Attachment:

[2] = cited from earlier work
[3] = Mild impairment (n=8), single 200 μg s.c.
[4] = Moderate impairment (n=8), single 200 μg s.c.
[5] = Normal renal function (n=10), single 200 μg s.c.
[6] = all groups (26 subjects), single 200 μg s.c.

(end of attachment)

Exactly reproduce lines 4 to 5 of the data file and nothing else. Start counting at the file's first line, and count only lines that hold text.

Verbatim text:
[5] = Normal renal function (n=10), single 200 μg s.c.
[6] = all groups (26 subjects), single 200 μg s.c.